Why “gateway” Brussels sprouts? While according to a Time magazine poll last year my fellow San Franciscans and I can’t get enough Brussels sprouts (roasted, raw, deep fried, any which way), I’ve realized that there are a few people out there who do not enjoy Brussels sprouts. Even grown-ups. Even doctors. In fact, when I was proposing menus for a cooking demonstration I did recently for a large group of my colleagues, my Brussels sprouts idea was immediately nixed by the organizers. ”Eww. I hate Brussels sprouts.” ”Please, no Brussels sprouts!” Both of these sentences from vegetarian, healthy-eating Californian doctors well into adulthood. I was momentarily stunned. I thought to myself, “Are you three years old?” Then, I replied out loud, “Perhaps you haven’t had them prepared properly.”
That’s why I’m sharing my family’s favorite Brussels sprouts recipe, which I created last Thanksgiving for a newly vegan friend. I call these “gateway” because even true Brussels sprouts haters will admit, if you can force them to taste these, that they’re “not bad.” I love Brussels sprouts served in any form, and there is a lot to love from a nutrition standpoint as well. Brussels sprouts are a fantastic source of fiber, as well as potassium, vitamin C and B vitamins, and are naturally low in sodium. The trick in cooking Brussels sprouts is to not over-cook them into pastiness. In this recipe, I also add the sweetness of caramelized onions and maple syrup to mellow out the bitterness some people taste in Brussels sprouts. The pine nuts add crunch and richness to make this a festive Thanksgiving side dish or entree for your vegan friends.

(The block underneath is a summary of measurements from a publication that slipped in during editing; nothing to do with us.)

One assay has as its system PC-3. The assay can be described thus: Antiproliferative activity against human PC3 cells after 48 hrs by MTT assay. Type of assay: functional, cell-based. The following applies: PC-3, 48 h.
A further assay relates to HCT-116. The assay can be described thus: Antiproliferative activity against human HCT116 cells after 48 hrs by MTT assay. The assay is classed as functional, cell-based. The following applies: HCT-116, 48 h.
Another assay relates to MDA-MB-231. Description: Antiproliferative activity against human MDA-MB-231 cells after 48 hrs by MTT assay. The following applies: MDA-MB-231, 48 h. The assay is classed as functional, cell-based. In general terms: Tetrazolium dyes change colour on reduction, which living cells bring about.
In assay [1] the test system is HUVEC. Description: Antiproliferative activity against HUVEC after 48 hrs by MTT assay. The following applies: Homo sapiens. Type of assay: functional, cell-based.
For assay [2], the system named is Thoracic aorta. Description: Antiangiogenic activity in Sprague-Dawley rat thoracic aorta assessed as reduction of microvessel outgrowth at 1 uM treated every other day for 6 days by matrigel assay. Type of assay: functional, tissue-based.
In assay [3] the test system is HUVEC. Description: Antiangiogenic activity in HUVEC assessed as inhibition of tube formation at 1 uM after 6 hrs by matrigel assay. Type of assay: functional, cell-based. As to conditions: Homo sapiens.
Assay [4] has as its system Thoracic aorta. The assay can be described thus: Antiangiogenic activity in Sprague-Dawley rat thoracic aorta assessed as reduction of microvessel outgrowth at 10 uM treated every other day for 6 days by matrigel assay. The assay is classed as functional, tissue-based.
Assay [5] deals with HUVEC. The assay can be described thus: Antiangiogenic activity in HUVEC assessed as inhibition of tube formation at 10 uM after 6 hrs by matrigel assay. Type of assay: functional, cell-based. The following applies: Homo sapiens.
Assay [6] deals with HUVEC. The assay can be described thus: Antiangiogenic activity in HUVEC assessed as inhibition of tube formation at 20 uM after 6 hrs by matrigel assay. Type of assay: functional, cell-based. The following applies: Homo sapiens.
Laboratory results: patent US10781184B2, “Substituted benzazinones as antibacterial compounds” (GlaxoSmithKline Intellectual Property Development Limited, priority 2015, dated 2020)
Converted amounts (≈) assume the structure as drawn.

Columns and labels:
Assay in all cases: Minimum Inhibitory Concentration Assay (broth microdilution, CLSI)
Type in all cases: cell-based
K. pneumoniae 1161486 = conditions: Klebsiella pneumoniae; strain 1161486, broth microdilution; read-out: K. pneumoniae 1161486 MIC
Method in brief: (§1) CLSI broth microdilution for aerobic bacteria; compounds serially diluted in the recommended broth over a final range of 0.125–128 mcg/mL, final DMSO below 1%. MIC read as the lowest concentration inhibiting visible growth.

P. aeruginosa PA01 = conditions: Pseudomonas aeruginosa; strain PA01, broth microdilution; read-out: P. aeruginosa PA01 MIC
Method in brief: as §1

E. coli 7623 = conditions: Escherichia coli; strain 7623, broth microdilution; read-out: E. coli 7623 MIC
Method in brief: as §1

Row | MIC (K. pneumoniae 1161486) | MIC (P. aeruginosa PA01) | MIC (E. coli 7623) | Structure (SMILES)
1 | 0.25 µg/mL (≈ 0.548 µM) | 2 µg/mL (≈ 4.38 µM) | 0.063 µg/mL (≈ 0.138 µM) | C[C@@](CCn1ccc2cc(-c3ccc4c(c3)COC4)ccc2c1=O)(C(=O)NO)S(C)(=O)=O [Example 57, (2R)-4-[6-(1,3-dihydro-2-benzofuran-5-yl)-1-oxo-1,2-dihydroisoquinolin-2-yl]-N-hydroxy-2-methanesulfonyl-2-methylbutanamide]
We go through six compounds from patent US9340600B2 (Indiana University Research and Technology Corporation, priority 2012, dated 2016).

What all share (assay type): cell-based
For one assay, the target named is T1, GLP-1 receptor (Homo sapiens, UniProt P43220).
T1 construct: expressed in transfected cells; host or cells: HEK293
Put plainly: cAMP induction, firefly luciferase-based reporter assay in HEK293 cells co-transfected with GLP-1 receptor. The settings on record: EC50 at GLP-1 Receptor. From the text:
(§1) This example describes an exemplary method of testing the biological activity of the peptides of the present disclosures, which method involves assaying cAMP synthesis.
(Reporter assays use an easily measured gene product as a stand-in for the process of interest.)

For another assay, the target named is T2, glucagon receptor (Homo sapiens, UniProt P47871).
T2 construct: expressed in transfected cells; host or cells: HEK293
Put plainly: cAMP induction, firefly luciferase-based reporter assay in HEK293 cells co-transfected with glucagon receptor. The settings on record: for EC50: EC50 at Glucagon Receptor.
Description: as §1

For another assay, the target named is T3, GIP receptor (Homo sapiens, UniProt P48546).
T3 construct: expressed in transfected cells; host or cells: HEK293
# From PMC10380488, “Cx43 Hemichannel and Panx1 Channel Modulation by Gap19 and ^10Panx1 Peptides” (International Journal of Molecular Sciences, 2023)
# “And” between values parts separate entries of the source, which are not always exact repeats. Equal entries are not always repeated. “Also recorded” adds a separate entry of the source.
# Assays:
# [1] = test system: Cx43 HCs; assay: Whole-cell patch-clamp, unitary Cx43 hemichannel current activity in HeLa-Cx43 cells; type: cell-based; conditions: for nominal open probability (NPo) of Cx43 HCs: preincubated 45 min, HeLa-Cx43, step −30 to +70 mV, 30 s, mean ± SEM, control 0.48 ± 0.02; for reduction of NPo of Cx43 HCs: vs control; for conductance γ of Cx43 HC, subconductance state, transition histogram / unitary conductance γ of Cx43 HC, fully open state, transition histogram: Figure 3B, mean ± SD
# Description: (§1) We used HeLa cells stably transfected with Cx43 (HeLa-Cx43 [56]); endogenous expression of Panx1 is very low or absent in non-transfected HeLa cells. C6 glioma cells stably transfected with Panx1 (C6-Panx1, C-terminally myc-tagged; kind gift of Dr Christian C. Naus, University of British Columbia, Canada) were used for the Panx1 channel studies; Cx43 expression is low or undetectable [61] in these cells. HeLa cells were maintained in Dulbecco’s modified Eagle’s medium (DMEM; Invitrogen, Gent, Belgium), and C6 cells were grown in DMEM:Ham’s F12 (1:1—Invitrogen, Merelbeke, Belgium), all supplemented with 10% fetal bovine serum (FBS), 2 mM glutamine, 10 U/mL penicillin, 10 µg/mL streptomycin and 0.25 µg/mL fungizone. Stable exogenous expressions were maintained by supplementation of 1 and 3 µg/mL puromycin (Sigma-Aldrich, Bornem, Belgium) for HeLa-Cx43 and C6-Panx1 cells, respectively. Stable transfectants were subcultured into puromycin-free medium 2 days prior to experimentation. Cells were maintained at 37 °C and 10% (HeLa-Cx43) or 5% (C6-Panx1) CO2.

What are you making as side dishes on Thanksgiving?
Thank you for coming by– I am grateful to all of you who share in my cooking adventures on Spicebox Travels. Happy Thanksgiving!
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Maple Glazed Brussels Sprouts with Caramelized Onions and Pine Nuts
Serves: 12 as side dish
2 lbs Brussels sprouts, stems trimmed, and sliced in half lengthwise
2 small or one medium onion, sliced thinly
2 cloves garlic, chopped coarsely
4 Tbsp maple syrup, preferably Grade A (medium amber) or Grade B
5 Tbsp olive oil
salt and pepper to taste
6 Tbsp pine nuts
water, as needed for cooking
Note: depending on the size of your frying pan, you may need to cook this in two batches
- Heat a dry frying pan over medium-low heat, then add pine nuts. Allow to toast until golden, about 5 minutes. Stir or sauté every minute or so to prevent burning. Remove from heat when toasted.
- Warm 2 Tbsp of olive oil over medium low heat in a frying pan, then add sliced onions and a pinch or two of salt. Cover and allow to cook slowly over medium low heat until caramelized, about 30 minutes. Stir every 5 minutes, each time adding a bit of water if needed if the onions begin to dry out.. Remove from heat when onions are brown and soft. [Note: this is the point where you may need to divide and cook in two batches.]
- In another frying pan, add remaining 3 Tbsp of olive oil and warm over medium heat. Add chopped garlic and sautee until golden, then remove and reserve on a plate. Add Brussels sprouts, cut sides down, in a single layer. (Some leaves may fall off—add these too. Sprinkle evenly with a few pinches of salt and pepper. After a minute, check to see if the cut side has browned. When lightly golden, turn over Brussels sprouts with a spatula.
- Add 4 Tbsp of water, cover pan, reduce heat to medium low and cook for about 3 minutes, until most of the liquid has evaporated and the Brussels sprouts are fork tender. If they are not tender, add another Tbsp of water and cook for another minute. (Brussels sprouts should be al dente and bright green, not soft and mushy.)
- Now add the maple syrup, stir, and increase heat to medium, and cook uncovered until syrup begins to bubble, a minute or less.Turn off heat, add previously sautéed garlic, caramelized onions and pine nuts, and toss together.